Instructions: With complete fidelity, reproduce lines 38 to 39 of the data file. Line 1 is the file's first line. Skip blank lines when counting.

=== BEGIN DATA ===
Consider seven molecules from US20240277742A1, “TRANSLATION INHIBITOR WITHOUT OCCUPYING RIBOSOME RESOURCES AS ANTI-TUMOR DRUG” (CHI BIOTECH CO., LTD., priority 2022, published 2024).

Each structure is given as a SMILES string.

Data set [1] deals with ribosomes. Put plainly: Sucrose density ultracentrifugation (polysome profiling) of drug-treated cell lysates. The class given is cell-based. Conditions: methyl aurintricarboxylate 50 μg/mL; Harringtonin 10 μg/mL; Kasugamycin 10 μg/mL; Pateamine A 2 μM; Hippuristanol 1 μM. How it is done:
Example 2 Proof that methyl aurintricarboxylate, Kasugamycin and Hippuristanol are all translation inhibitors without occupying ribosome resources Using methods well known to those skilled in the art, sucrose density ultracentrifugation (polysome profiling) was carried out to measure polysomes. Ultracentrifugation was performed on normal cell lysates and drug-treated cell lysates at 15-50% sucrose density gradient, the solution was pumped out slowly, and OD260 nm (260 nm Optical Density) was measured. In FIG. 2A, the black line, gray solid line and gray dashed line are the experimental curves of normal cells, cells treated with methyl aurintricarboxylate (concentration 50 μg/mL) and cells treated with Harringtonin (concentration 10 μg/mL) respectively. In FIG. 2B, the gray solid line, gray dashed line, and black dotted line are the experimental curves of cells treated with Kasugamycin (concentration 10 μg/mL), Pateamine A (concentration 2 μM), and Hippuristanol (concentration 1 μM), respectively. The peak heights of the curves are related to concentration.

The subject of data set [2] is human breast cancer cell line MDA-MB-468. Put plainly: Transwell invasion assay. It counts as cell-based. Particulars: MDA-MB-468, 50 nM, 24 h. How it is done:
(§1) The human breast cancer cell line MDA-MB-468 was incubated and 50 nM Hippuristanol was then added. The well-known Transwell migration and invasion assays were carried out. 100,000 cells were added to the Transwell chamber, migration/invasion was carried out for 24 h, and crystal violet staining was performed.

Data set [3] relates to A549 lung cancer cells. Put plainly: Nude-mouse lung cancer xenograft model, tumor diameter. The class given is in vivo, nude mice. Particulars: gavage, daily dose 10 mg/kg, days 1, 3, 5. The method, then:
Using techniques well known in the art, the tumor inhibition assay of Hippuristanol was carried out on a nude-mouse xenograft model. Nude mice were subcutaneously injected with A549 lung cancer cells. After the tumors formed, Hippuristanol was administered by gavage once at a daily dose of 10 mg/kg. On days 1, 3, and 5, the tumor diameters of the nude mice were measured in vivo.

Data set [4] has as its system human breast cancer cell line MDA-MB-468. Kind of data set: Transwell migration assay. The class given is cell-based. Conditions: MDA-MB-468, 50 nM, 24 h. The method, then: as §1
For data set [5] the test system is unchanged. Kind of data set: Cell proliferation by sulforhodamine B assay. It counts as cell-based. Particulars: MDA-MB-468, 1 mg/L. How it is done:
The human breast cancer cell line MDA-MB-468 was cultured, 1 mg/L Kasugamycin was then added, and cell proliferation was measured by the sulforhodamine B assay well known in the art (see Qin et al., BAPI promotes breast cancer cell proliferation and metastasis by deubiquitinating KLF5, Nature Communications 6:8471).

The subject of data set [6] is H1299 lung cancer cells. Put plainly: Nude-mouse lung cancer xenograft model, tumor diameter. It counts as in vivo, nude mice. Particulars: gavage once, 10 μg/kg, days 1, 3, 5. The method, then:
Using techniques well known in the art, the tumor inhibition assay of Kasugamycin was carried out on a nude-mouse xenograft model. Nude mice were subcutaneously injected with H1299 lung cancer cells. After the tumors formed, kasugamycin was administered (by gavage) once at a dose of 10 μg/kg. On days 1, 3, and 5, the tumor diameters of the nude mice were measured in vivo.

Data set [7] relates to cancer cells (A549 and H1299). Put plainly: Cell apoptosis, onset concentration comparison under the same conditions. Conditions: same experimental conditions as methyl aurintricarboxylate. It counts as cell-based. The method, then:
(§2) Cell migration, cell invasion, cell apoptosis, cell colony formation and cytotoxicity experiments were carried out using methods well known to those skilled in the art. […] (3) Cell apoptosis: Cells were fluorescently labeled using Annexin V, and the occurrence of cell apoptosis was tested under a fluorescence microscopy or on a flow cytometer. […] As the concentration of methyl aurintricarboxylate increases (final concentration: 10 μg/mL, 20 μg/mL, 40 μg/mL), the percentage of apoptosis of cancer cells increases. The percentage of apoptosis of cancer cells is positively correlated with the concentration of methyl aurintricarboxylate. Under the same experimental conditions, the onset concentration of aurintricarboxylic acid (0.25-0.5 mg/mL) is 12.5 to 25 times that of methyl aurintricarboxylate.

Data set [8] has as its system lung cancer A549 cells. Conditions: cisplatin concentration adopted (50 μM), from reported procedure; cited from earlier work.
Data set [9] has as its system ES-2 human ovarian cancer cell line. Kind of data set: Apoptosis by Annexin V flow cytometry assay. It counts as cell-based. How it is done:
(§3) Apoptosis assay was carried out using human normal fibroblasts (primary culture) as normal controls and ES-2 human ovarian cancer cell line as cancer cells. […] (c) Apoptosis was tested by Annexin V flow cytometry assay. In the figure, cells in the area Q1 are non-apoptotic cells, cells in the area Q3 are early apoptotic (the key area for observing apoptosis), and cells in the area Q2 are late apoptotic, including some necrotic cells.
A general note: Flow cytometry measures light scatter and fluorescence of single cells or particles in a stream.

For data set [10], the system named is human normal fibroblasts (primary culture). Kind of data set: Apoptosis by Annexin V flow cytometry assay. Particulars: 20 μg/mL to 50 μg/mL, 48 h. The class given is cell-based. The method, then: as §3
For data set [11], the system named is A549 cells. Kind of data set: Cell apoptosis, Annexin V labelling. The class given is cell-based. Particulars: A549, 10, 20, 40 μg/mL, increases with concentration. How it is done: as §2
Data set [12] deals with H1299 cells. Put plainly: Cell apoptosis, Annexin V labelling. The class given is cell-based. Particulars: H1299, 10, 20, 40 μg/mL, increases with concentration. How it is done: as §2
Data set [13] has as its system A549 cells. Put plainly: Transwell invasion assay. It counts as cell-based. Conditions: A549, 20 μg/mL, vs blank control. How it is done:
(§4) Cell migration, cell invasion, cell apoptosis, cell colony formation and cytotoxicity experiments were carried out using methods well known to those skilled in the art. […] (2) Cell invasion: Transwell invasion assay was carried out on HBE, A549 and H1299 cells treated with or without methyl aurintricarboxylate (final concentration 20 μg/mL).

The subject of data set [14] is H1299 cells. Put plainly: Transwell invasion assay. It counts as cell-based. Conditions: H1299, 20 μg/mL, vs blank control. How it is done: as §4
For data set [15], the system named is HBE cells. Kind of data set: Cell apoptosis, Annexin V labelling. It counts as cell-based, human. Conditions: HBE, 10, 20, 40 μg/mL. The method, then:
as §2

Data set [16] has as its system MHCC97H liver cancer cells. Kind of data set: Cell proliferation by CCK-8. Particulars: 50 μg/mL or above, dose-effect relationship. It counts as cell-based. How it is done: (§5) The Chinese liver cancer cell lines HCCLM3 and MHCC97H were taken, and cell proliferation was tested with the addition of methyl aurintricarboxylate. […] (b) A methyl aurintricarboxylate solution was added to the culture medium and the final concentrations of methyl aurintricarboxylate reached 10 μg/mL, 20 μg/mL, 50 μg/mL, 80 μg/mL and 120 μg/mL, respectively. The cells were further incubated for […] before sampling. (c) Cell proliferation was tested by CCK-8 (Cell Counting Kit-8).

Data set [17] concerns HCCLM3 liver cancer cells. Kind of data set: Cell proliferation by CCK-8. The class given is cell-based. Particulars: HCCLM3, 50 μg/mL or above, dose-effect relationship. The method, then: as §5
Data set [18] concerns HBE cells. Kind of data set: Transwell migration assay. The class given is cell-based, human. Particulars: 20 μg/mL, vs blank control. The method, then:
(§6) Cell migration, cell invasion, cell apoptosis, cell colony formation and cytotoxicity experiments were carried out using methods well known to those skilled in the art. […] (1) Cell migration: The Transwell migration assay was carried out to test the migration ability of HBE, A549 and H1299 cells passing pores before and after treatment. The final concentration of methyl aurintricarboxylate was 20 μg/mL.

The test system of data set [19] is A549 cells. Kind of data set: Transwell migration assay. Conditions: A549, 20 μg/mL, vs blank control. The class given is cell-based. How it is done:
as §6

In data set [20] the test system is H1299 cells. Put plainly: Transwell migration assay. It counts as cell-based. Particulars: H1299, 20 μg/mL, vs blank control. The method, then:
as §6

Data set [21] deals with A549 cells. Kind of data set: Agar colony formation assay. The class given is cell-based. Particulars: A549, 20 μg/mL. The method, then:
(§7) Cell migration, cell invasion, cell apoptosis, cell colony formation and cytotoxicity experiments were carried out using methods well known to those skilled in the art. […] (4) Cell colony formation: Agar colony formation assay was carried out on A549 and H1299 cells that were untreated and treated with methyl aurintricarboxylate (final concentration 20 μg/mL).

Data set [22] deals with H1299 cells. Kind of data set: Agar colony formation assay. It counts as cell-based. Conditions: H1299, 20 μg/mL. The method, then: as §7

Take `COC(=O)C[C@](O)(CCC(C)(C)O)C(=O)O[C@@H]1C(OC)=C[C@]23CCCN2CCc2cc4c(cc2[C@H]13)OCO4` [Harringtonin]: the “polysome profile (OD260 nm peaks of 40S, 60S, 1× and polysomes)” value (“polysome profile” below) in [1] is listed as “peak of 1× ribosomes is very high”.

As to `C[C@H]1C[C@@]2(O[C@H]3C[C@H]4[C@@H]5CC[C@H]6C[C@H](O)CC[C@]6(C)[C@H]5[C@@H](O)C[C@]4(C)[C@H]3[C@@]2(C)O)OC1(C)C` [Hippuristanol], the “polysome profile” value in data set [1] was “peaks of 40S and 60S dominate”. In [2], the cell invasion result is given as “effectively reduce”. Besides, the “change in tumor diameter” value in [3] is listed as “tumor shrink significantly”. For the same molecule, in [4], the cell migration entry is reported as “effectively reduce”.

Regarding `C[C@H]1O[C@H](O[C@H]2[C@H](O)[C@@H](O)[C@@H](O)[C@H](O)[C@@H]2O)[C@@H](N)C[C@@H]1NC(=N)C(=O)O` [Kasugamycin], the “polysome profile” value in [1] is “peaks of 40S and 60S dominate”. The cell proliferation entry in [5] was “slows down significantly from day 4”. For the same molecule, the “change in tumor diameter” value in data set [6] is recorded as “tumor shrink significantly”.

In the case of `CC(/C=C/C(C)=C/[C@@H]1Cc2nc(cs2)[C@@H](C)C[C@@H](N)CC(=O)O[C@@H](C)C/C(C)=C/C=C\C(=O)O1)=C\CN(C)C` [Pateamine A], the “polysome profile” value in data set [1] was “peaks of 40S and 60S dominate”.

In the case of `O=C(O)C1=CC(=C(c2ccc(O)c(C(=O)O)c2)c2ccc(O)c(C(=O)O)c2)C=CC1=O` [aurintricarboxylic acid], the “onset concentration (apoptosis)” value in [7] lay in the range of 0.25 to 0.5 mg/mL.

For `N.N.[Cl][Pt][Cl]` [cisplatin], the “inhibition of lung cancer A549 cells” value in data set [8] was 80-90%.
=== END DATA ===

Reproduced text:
Data set [22] deals with H1299 cells. Kind of data set: Agar colony formation assay. It counts as cell-based. Conditions: H1299, 20 μg/mL. The method, then: as §7

Take `COC(=O)C[C@](O)(CCC(C)(C)O)C(=O)O[C@@H]1C(OC)=C[C@]23CCCN2CCc2cc4c(cc2[C@H]13)OCO4` [Harringtonin]: the “polysome profile (OD260 nm peaks of 40S, 60S, 1× and polysomes)” value (“polysome profile” below) in [1] is listed as “peak of 1× ribosomes is very high”.